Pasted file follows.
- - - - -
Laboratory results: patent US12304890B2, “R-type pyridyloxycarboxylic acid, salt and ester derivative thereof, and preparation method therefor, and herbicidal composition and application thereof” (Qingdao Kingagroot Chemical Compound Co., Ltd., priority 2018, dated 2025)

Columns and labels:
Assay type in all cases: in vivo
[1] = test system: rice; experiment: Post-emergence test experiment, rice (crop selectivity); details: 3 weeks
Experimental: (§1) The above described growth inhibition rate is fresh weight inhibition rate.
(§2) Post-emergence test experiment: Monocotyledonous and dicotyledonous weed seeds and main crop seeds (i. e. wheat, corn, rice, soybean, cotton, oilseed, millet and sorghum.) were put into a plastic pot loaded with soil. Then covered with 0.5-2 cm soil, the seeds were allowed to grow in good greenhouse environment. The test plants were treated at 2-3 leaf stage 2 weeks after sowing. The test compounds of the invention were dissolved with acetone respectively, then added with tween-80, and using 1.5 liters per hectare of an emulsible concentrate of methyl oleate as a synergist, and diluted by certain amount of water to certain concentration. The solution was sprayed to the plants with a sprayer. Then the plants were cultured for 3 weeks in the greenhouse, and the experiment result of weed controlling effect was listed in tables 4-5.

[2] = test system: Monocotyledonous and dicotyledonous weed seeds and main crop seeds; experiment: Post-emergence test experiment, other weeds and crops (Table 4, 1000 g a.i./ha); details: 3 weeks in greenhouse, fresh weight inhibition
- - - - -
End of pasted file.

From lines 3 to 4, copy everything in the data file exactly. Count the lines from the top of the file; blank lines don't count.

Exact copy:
Assay type in all cases: in vivo
[1] = test system: rice; experiment: Post-emergence test experiment, rice (crop selectivity); details: 3 weeks